Do you remember the old Polaroid cameras popular years ago? You know, the big clunky, boxed looking contraption hung around every Parent or Grandparent’s neck at every birthday party in the ’80’s? Back “in the day,” the camera promised COLORED Kodak magic right at your fingertips. Good-bye black-and-white!
The digital age certainly changed photography through the years; but when I was a little girl, my Grandma could entertain her five grandkids with this type of camera for hours. I got so excited when she would bring this little novelty out for us.
Grandma would gather her us all around; take a picture, the big flash blinding us for a couple seconds. Next, the camera would make a motorized, grinding, “it sounds like it’s about to do something really big (or blow up)” kind of sound. We waited. The shiny undeveloped photo would come barreling out of its slot, glistening white. We waited for a silhouette to appear (insert Jeopardy music).
How would the picture turn out? We wouldn’t have to wait too long to see photographic artistry. After a minute or two, our little picture would start to come to life right before our eyes! Faces would start to show. Little tiny pixels (before Kodak even knew what a pixel was) would start to gather into images. voila!…..Polaroid success!
We had a photography studio right in our own living room. No more endless days waiting for pictures to develop only to find out too much light had entered the camera from the door in the back being ajar; therefore, ruining the film from light exposure (the faux pas of the 80’s). No more double negatives. No Sir…we had a Kodak novelty flashing its’ rainbow trademark on the side of the camera. The picture just had to be good.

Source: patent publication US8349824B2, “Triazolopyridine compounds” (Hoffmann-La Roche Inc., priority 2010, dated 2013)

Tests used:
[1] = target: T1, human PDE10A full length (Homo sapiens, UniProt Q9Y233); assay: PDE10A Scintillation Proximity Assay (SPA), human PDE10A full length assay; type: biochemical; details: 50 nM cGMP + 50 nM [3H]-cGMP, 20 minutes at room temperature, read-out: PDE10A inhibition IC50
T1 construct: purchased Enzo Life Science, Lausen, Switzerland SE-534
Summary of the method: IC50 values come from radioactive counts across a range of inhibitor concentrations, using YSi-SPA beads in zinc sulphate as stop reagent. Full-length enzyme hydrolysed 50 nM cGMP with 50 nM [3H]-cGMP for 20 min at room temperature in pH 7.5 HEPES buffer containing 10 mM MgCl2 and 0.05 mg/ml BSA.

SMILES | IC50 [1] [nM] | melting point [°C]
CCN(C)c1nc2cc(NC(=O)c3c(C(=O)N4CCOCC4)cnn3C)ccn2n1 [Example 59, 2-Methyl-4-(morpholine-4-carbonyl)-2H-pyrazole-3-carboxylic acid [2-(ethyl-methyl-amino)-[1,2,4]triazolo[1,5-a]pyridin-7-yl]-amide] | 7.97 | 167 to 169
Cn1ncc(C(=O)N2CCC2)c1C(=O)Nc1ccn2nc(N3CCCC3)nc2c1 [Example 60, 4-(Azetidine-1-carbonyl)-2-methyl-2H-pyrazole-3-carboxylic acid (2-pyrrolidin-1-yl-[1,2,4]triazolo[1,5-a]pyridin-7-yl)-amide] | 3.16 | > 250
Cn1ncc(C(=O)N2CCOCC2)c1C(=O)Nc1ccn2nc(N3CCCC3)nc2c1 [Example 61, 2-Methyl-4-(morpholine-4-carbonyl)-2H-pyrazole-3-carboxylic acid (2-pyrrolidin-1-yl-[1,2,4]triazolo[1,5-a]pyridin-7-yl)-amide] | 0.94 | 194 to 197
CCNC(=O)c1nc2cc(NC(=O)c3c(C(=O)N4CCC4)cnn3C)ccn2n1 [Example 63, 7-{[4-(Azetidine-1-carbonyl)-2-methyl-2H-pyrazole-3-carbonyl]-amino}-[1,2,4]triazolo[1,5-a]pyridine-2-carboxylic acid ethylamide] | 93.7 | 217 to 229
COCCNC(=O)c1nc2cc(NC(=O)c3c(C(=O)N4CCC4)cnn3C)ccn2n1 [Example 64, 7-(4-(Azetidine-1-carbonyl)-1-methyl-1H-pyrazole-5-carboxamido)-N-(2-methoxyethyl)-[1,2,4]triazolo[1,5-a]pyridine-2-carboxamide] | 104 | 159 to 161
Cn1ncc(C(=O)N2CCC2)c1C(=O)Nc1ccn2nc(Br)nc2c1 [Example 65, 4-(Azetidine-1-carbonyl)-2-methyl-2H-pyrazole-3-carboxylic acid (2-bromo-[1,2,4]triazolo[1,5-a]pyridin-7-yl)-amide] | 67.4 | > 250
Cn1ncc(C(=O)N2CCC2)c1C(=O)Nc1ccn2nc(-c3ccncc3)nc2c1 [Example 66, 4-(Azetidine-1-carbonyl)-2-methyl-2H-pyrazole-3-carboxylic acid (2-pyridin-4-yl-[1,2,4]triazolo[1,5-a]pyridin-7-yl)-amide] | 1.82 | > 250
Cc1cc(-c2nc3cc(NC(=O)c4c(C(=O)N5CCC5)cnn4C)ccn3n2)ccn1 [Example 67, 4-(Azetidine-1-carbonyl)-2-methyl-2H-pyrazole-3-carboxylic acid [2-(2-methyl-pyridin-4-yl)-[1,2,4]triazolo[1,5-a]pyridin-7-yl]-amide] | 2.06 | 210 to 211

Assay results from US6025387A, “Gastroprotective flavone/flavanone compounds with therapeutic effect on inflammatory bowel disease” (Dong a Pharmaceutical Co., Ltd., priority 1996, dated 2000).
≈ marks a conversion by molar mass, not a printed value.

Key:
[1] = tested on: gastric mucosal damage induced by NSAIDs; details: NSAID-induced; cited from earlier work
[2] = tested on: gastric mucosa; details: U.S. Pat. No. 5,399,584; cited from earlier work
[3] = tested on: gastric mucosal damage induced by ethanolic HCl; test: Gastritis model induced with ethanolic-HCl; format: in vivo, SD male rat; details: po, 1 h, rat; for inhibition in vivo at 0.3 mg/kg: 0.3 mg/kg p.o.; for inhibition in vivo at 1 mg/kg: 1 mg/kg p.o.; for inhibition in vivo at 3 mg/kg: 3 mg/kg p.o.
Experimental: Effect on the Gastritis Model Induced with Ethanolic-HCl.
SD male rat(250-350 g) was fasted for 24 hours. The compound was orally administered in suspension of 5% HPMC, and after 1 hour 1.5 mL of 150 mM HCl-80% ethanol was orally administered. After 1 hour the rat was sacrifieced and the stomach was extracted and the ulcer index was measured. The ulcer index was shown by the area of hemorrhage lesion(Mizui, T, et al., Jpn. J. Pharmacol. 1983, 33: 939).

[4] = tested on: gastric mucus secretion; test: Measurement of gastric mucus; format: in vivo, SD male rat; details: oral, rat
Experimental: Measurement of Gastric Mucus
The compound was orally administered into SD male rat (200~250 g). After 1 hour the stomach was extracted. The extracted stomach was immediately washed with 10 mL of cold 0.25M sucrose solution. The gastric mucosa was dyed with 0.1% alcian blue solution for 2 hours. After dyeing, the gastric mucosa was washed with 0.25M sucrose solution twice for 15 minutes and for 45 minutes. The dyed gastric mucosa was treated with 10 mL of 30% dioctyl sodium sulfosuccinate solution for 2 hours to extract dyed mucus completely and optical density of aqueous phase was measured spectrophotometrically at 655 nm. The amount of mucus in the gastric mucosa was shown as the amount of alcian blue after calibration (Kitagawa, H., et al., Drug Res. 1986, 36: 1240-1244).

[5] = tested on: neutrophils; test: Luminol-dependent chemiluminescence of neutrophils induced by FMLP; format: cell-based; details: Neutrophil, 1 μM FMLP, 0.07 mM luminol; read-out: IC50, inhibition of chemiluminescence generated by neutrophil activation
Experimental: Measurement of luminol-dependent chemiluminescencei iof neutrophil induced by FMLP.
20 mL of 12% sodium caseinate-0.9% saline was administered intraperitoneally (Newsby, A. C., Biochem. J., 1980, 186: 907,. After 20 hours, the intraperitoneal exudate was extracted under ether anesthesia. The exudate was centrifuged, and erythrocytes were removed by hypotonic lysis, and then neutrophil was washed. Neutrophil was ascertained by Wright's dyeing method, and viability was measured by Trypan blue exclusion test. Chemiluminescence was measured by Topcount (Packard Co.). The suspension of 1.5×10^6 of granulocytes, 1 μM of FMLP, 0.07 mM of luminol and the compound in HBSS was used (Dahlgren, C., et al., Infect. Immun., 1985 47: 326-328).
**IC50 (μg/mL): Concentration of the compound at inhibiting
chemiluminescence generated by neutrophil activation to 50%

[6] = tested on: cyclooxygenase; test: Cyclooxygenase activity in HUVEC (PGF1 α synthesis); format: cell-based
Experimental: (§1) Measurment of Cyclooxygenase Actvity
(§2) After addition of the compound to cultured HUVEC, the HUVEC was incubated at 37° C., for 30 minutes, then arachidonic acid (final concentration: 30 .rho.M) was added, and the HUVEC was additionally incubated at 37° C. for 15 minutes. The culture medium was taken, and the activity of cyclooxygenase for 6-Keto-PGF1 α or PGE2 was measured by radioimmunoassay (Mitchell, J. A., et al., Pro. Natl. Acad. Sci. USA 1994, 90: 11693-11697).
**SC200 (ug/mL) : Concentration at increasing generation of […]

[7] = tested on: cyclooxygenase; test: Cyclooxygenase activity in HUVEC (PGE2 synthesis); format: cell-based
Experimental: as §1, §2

Grandma would put the glossy print gingerly down on the table. “Don’t touch it; you’ll get fingerprints on it.” The waiting proved to be just too much for this antsy five year old. I would end up most of the time picking the photo up too soon. More importantly, I wouldn’t pick it up carefully by the edges (photo etiquette at its finest). Sure enough…I produced smudge marks. Sigh.
In a way, God develops us in much the same way. However, instead of a “quick pic,” He has our entire life to develop our character, develop our personalities, and frame our hearts.
All of what makes you uniquely you is still processing. Don’t rush things by insisting on putting your own marks on what He is creating; marring His work. Allow His thumb print to become visible, NOT your own.
What He is developing may not be in full focus right now. However, what you have been waiting for, the final portrait, is worth the wait.
When Jesus is your personal Lord and Savior there is no red eye, no double negative or blurred views. His picture of you is His masterpiece; His one of a kind work of Art. So sit back, smile for the camera, position yourself to pose for Christ and wait for the film to develop.